The shifting sands of immersive computing, currently fluctuating between augmented reality and virtual reality, can be hard to navigate if you're only versed in one of the platforms. But a new series of videos from Leap Motion paints a picture of a near future world in which AR and VR will seamlessly merge together, forcing us to change the way we see both.
That's the thesis in a new series of videos posted by Leap Motion that describe a new kind of immersive computing referred to as "mirrorworlds."
"AR and VR are often presented to the public as separate, even competing technologies. Ultimately though, devices will be able to span the entire continuum, from AR to VR and all of the rich shades of reality in between," says Keiichi Matsuda, Leap Motion's vice president of design, on the company's blog.
"In this future, we will be constantly moving between worlds, shifting between perspectives, changing the rules of reality to suit our purposes. We will be able to fluidly and intuitively navigate, build and modify our environments, creating spaces where physically present people and objects intersect seamlessly with their virtual counterparts. We will look back on the current era and try to remember what it was like being trapped in one place, in one body, obsessed with devices and squinting at our tiny screens."
Matsuda illustrates this new reality through two videos and a set of graphics that depict people engaging real world settings that are mapped in real time and converted into an amalgam of AR and VR, resulting in a completely new reality.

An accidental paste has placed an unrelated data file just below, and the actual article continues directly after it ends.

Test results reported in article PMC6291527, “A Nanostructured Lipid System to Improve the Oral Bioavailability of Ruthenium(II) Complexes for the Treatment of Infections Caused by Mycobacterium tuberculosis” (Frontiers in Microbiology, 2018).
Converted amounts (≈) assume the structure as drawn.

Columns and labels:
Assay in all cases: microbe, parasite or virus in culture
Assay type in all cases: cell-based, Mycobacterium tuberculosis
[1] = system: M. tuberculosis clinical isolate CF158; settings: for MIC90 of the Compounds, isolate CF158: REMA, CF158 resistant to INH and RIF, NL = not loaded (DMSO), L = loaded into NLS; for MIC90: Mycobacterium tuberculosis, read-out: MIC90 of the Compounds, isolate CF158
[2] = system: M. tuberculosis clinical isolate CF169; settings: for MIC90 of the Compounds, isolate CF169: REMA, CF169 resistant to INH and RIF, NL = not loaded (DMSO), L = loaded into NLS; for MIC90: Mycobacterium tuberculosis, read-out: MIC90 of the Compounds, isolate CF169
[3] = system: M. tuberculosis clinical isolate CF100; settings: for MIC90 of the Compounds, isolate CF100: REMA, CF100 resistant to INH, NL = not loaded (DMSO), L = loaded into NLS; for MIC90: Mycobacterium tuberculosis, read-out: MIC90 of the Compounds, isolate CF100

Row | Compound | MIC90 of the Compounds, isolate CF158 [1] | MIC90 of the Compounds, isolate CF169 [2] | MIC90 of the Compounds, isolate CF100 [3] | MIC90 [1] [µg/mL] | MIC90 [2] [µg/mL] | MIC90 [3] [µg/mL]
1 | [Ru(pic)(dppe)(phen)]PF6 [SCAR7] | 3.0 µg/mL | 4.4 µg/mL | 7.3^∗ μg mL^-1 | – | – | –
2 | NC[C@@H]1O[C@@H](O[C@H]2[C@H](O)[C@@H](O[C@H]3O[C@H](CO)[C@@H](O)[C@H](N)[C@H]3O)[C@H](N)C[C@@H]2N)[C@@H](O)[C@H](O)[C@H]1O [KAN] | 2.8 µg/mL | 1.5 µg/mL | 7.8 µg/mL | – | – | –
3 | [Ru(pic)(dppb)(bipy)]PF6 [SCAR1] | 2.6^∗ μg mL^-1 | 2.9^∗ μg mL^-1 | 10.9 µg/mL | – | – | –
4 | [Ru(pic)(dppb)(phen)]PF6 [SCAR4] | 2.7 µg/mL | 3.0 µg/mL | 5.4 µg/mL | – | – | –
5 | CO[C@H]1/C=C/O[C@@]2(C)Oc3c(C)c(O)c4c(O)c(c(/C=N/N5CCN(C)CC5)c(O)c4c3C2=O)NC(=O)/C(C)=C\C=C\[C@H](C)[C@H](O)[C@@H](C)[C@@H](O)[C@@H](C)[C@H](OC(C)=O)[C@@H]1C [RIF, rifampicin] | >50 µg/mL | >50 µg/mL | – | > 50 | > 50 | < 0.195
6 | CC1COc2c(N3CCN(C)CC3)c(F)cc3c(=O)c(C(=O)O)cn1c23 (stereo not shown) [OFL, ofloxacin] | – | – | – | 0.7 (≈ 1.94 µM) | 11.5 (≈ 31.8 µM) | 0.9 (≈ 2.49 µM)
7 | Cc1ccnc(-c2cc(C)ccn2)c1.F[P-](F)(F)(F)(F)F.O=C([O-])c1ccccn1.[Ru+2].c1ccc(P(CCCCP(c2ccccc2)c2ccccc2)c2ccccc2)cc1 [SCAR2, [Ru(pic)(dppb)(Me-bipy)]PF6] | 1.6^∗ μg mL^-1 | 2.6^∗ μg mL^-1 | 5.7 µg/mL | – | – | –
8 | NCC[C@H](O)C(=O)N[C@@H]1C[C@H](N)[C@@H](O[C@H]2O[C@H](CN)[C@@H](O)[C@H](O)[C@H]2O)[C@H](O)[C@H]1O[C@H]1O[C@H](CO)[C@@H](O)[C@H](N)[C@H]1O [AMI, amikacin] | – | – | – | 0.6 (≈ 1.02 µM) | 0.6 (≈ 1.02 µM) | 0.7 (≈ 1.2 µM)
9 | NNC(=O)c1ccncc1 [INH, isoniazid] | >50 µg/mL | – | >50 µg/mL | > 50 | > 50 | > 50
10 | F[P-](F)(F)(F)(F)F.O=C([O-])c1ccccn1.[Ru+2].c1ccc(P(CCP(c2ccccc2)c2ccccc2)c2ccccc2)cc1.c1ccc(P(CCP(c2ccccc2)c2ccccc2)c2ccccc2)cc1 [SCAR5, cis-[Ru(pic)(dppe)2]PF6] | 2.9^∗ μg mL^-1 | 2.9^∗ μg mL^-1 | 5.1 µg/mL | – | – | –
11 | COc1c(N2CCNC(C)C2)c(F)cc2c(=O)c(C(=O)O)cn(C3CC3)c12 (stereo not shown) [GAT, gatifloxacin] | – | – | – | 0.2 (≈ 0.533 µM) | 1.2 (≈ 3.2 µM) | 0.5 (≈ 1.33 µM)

This is actually an idea I've explored myself in a science fiction novel published several years ago (Cryptopolis) in which AR mapping transforms entire city blocks, and sometimes the sky itself, into fantastical alternate versions of the real thing. But science fiction is the idea, what Matsuda is talking about is companies like Leap Motion and others actually turning these concepts into reality.
"Mirrorworlds immerse you without removing you from the space. You are still present, but on a different plane of reality," says Matsuda.
"You will be able to see and engage with other people in your environment, walk around, sit down on a chair. But you can also shoot fireballs, summon complex 3D models, or tear down your walls to look out on a Martian sunrise. Mirrorworlds re-contextualise your space. They change its meaning and purpose, integrating with our daily lives while radically increasing the possibilities for a space."
At present, most of the immersive computing industry is focused on just one piece of the puzzle, either AR or VR. Sure, some are calling what they're doing "mixed reality," with some examples that hint at the promise of mirrorworlds, but we're not quite there yet. However, new AR constructs like AR clouds and SLAM (simultaneous localization and mapping) will get us there a lot faster.
And as we move closer to this new approach, you'll see begin to see AR and VR developers and artists merge into one collaborative community. And that's when things will get really weird, and even more amazing.
"This future is closer than you might think," says Matsuda. "It's largely possible on today's hardware, and now the limitations are less about technical constraints, and more in our ability to conceptualize, structure and prioritize the aspects of the world we want to build. That's the brief we've been working on at Leap Motion Design Research. As we continue to build this framework, we'll be exploring all facets of virtuality, from its materials to its grammar and spatial logic."